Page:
Idiot Box

  • 1997
  • Movie
  • NR
  • Comedy, Crime, Drama

This dyspeptic, comic ode to boozy iconoclasm has been compared to TRAINSPOTTING (1995), but it's merely a buddy flick jazzed up with bad habits. The only thing Aussie ne'er-do-wells Kev (Ben Mendelsohn) and Mick (Jeremy Sims) can claim to have done with their lives is cultivate the ability to stay on the unemployment roster. Using their scant compensation...read more

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Reviewed by Robert Pardi
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This dyspeptic, comic ode to boozy iconoclasm has been compared to TRAINSPOTTING (1995), but it's merely a buddy flick jazzed up with bad habits. The only thing Aussie ne'er-do-wells Kev (Ben Mendelsohn) and Mick (Jeremy Sims) can claim to have done with their lives is cultivate the ability to stay on the unemployment roster. Using their scant compensation for beer, these layabouts spend their days debating the robbery plots of old movies, wondering whether they could pull off a caper as resourcefully as the clown-masked bank robbers who are all over the local news, and, above all, avoiding work. Mick, the marginally more sensitive of the duo, falls for convenience store clerk Lani (Robyn Loau), and begins reciting poetry to her. Kev, feeling threatened by Mick's nascent sincerity and eager to maintain their status quo, decides to put his knowledge of crime flicks to good use. Because the clown-mask robbers have made the cops look bad, the local police vow to crack down on crime. Kev devises what he thinks is a foolproof scheme and recruits Lani's brother to help execute it, but Mick has his doubts; only his longstanding friendship with Kev prevents Mick from pulling out of the robbery. When the boys finally pull their bank job, they find themselves with unwelcome company, namely the clown-mask robbers. Will either gang escape, or will everyone walk out of the bank and into arms of the Law? This sloppily constructed serio-comedy plays as though writer/director David Caesar had deposited the protagonists of CLERKS into a film noir, and expects us to contemplate the moral underpinnings of their philosophical choices. It salutes hedonistic slackers without providing any evidence that they actually deserve our attention.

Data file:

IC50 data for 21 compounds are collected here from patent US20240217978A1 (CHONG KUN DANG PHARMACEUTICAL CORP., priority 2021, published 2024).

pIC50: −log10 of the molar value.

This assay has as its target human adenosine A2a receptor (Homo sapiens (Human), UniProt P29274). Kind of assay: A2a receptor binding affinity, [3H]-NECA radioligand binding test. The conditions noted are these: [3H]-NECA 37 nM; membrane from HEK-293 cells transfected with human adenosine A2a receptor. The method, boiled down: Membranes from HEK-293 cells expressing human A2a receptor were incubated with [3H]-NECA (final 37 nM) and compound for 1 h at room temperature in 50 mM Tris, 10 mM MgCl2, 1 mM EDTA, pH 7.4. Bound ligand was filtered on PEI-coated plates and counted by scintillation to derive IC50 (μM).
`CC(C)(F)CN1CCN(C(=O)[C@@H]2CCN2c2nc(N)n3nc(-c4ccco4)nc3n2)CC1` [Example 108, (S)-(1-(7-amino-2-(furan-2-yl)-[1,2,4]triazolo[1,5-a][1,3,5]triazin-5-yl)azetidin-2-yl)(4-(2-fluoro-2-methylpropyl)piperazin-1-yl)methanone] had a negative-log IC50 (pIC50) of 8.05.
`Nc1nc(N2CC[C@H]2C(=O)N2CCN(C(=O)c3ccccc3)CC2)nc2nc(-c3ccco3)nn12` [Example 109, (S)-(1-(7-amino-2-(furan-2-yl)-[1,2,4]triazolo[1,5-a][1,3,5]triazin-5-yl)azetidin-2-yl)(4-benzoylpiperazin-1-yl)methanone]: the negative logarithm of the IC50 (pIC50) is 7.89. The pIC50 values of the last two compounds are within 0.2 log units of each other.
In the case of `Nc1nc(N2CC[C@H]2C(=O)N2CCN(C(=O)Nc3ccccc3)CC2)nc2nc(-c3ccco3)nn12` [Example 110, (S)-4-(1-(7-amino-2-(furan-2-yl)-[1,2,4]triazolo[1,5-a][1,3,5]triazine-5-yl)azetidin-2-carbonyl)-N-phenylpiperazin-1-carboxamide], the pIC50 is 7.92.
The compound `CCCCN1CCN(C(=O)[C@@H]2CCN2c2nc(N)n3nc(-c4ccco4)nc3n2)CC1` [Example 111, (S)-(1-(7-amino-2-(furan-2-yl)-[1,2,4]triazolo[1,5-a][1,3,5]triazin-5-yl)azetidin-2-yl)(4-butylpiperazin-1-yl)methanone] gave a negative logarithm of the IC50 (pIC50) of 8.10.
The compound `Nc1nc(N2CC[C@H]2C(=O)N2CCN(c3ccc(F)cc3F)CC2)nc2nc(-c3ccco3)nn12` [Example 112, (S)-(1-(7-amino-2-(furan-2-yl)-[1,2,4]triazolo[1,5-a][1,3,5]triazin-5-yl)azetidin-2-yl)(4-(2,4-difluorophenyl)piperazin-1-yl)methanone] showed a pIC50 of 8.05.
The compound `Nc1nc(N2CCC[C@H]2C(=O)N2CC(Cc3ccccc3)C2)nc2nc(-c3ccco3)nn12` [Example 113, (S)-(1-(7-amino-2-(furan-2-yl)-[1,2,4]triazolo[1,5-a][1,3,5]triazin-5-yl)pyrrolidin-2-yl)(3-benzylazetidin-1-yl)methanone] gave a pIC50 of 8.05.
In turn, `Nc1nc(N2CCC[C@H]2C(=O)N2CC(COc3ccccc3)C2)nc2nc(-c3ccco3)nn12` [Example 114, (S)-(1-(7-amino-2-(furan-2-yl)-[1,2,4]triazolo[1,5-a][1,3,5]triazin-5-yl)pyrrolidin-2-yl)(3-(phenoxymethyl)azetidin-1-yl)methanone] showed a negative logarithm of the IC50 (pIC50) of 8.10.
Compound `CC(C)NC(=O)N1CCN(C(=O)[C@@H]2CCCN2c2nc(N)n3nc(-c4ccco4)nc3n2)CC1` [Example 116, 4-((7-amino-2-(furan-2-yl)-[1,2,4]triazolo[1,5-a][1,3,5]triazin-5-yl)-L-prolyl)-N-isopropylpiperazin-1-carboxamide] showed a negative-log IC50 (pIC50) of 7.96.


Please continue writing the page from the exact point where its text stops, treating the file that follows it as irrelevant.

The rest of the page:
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  • Released: 1997
  • Rating: NR
  • Review: This dyspeptic, comic ode to boozy iconoclasm has been compared to TRAINSPOTTING (1995), but it's merely a buddy flick jazzed up with bad habits. The only thing Aussie ne'er-do-wells Kev (Ben Mendelsohn) and Mick (Jeremy Sims) can claim to have done with t… (more)

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